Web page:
The effects of river temperature and flow on survival

For sockeye salmon in general, and for those with long migrations in particular, water temperatures above ∼18°C increase en route and pre-spawning mortality (PSM) [38], [39], [40], [41], [42]. A recent study by Macdonald et al. [38] showed that when maximum river temperatures experienced by Early Stuart sockeye salmon in the lower Fraser River were high, the ratio of the number of fish estimated on the spawning grounds to the number of fish estimated in the lower river at Mission (Fig. 1) was low, after adjusting for in-river harvest estimates. Both upper and lower river counts were estimated with error, but they did provide an indirect proxy of actual migration survival, consistent with other research. Moreover, these statistical models suggested non-linear effects of high river temperatures on migration survival, with significantly reduced survival associated with average (mainstem) river temperatures above ∼18°C [38]. Studies of other sockeye salmon populations in the Fraser River [19], [20], [41] and the nearby Columbia River [13], [39], [42] have estimated the relationship between migration survival and temperature with more direct methods (e.g., using tagging or telemetry techniques); all have shown that survival typically remains relatively high across a broad range of lower temperatures, but drops off precipitously above temperatures in the 17 to 20°C range, depending on the stock.

We used a sigmoid function to reflect the effect of temperature on migration survival:(1)where PT is the probability of survival at a maximum river temperature of T, a is maximum survival at cool temperatures, b is the rate at which survival declines with temperature, and T50 is the temperature associated with 50% of the maximum survival. The default parameter values used were a = 0.95, b = 1.6, and T50 = 19.8°C, which produce a sigmoid curve (dark curve in Fig. 3A) that closely approximates the estimated nonlinear effects of high river temperatures on Early Stuart migration survival reported in [38]. Given uncertainty about the exact shape of this relationship for Early Stuart sockeye salmon, we also explored the sensitivity of our results to T50 values of 18.8°C and 20.8°C, and to b values of 0.6 and 2.6 in separate simulations (see Fig. 3A, dotted curves).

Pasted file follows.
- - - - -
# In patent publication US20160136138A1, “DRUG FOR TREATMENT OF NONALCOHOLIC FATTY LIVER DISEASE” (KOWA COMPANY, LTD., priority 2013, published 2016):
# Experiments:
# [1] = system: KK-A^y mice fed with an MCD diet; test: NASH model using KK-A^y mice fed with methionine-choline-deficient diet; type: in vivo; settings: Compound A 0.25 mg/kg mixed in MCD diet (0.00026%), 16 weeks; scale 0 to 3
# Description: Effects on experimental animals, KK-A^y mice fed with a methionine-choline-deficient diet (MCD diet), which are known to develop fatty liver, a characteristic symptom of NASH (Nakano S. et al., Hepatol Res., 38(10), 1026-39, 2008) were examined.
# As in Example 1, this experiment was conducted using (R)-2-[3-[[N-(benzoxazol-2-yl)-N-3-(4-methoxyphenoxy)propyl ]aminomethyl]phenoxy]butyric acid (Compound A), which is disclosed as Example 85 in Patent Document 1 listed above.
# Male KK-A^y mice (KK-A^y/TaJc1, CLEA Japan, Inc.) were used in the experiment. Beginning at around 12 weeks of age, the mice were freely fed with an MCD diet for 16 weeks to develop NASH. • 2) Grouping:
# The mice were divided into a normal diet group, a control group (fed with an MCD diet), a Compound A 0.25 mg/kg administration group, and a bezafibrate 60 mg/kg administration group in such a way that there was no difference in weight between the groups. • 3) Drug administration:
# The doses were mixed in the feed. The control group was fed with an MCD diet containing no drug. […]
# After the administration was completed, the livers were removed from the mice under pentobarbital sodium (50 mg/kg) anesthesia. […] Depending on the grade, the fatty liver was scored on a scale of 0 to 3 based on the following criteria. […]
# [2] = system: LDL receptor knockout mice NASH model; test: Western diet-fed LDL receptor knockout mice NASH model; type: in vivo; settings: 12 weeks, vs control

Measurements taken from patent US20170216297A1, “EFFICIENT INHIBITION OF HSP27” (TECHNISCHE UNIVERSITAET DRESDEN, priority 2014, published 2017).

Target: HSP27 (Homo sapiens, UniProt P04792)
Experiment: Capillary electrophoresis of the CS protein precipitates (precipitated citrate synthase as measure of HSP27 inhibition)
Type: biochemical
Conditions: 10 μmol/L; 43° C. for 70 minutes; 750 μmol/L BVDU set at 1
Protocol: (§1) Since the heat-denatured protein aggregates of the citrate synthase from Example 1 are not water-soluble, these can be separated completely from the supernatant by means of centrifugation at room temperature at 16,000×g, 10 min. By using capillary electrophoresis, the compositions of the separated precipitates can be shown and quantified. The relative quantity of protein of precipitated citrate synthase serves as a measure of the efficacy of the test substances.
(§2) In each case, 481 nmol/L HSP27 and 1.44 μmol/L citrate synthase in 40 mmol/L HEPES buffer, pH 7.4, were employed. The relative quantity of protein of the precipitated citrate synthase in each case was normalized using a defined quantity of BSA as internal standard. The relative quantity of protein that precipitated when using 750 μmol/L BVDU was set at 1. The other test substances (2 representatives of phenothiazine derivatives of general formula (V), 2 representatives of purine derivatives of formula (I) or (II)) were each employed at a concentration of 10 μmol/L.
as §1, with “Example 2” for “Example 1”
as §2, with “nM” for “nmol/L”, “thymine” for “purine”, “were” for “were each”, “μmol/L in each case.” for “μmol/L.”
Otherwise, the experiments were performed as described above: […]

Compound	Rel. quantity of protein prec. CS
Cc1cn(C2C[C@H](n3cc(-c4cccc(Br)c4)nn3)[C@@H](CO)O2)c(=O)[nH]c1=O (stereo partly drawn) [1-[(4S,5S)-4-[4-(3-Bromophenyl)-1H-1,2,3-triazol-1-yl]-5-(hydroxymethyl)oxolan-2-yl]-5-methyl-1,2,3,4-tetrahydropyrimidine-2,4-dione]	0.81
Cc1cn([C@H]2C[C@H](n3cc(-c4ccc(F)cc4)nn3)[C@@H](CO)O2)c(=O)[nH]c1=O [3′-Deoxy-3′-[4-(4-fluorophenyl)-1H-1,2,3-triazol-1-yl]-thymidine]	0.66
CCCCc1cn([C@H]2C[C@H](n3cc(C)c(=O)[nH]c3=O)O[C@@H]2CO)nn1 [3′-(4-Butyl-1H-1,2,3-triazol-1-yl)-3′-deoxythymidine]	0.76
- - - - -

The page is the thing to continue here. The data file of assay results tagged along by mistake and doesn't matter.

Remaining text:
Figure 3. Survival functions used as inputs to simulations.

(A) Temperature-survival functions explored. Solid sigmoid curve was used to generate the main results reported in Figs. 4&5. Simulations were also run using the dotted sigmoid curves to explore the sensitivity of the results to the inflection point (T50) and slope (b) parameters of the sigmoid function (results presented in supplementary figure S1). (B) Sigmoid curves used to characterize the relationship between migration survival and maximum river flow. For the main results reported in Figs. 4&5, no effect of flow was modeled (dark line). The sensitivity of these results to including a flow effect was then tested using two alternative survival curves (dashed curves). Note that survival is necessarily zero when there is no river flow (0 m3/s), but summer flows close to zero are extremely unlikely to occur in our model.

In addition to the above temperature effects, Macdonald et al. [38] also found that fewer fish apparently made it to the spawning grounds in years where maximum river flows were high (as measured at Hope, BC, in the lower river near Hell's Gate; see Fig. 1). Flows above ∼7000 m3/s led to decreases in overall migration survival, while flows >9000 m3/s completely impeded sockeye salmon migration [43]. We therefore ran additional simulations where we included an effect of maximum river flow on survival, in addition to the temperature effect. We chose a sigmoidal function to capture the fact that survival remains consistently high at lower flows but drops off significantly at flows >7000 m3/s [17]. In the extreme of no flow (or extremely low flows), survival will be close to zero as salmon obviously need water to migrate, but Early Stuart sockeye salmon are not expected to encounter such conditions; thus we only considered values that were high enough to avoid the problems associated with very low flows. The sensitivity of the results to this relationship was also explored using different sigmoidal curves (see Fig. 3B).

The simulation model